The Supreme Court ruling “was our answer to our failure to enact the Dream Act,” Sen. Richard J. Durbin, D-Ill., who in 2001 introduced the first legislation to protect Dreamers, said on the Senate floor Thursday.

Durbin implored Trump and his White House advisers to give DACA beneficiaries until the end of the year — or at least until after the election — before deciding whether to end the program in a way that is consistent with the law. He said that would also give Congress time to “do our part.”

According to polls released this week, two-thirds of Americans support a pathway to citizenship for Dreamers. But Congress has punted the legislative solution on that front for two decades, and has not been able to pass any significant immigration-related legislation for some time. As lawmakers grapple with the coronavirus pandemic and the economic spiral it has created, and as the 2020 presidential election heats up, it’s unlikely that any long-term legislation will see movement in the Senate before the election.

On Thursday, Pelosi renewed her call for Senate leaders to take up a bill that would give Dreamers a pathway to citizenship. The measure passed the House by a vote of 237-187 but has yet to see any Senate action.

“We would like to see that bill pass,” she said. But she added that Democrats also would like to see “comprehensive immigration reform that goes even well beyond the legislation.”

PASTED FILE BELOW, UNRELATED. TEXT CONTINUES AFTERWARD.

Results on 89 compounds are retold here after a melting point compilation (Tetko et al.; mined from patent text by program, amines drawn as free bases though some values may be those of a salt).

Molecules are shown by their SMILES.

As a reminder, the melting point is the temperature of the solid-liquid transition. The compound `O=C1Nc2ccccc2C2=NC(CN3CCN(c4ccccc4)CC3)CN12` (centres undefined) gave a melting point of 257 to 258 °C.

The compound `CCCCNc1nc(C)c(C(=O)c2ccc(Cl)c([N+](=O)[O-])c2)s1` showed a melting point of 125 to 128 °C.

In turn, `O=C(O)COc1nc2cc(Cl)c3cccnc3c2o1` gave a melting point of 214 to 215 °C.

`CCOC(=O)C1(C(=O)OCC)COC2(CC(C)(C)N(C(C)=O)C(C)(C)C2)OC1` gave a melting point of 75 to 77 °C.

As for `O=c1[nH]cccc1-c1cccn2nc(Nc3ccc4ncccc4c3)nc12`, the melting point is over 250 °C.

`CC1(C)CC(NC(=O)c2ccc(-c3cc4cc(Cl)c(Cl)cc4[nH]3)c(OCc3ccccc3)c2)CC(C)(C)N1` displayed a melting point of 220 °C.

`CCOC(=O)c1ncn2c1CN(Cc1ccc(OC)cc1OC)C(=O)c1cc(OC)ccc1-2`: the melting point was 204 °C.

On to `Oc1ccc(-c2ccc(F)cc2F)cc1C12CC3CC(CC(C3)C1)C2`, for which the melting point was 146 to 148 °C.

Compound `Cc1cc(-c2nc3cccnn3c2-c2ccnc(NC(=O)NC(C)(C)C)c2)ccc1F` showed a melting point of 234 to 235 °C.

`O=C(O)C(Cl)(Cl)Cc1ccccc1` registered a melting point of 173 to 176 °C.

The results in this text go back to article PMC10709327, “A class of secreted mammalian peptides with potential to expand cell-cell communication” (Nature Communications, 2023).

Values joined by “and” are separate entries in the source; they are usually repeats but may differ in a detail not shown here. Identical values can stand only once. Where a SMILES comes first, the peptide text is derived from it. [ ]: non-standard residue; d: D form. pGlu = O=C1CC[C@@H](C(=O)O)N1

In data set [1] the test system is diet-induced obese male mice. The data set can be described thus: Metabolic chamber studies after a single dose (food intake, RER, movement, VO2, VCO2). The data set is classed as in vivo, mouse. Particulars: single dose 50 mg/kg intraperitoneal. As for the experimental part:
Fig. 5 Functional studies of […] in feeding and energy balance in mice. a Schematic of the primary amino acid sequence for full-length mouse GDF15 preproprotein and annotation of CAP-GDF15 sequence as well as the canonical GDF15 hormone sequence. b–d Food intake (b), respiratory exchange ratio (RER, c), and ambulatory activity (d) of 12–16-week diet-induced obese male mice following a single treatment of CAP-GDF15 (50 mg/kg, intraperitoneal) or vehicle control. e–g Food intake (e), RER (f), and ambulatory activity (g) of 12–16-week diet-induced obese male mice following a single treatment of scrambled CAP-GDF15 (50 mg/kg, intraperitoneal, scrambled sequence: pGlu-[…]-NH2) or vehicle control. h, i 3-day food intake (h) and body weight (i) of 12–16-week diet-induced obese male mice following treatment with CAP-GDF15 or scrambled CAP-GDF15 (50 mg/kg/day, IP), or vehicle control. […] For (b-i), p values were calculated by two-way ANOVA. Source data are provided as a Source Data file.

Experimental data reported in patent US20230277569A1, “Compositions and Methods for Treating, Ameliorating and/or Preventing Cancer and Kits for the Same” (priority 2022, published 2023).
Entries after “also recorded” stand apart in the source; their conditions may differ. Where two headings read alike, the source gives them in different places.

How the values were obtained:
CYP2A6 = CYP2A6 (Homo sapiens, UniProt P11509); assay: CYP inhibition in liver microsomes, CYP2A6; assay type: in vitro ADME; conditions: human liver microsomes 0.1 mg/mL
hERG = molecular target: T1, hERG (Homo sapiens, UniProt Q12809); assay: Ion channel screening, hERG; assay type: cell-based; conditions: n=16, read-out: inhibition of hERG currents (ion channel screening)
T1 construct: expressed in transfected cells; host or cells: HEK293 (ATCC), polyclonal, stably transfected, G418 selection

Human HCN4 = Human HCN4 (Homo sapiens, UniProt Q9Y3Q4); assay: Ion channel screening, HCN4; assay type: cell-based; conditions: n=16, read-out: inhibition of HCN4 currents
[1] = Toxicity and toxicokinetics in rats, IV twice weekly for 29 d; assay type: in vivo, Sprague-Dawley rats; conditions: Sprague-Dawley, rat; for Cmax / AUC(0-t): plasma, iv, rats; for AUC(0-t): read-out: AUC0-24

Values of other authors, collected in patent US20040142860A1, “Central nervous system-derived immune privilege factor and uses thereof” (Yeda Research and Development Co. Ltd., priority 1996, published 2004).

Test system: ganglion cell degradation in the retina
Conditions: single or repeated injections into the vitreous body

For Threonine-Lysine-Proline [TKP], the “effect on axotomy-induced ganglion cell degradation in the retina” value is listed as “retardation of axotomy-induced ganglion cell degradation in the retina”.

Sen. Cory Gardner, R-Colo., who said the decision “provides some clarity for the thousands of DACA recipients who call Colorado home,” pledged to work with Democrats to find a legislative fix.

“Congress still needs to reach a long-term solution for Dreamers in the United States — including a pathway to citizenship,” Gardner said. “I will continue to work across the aisle with my colleagues in Congress to deliver certainty for Dreamers in a way the Court cannot.”

But Rep. Henry Cuellar, D-Texas, said he was not optimistic that the Senate would take up the bill before November since “immigration and deportation are a big linchpin of the president’s agenda.”

DACA was the first immigration program President Donald Trump tried to end shortly after taking office in 2017, arguing that the Obama administration had overstepped in the way it rolled it out. At the time, Trump argued that the termination of the program would afford Congress the opportunity to pass lasting legislation on the matter.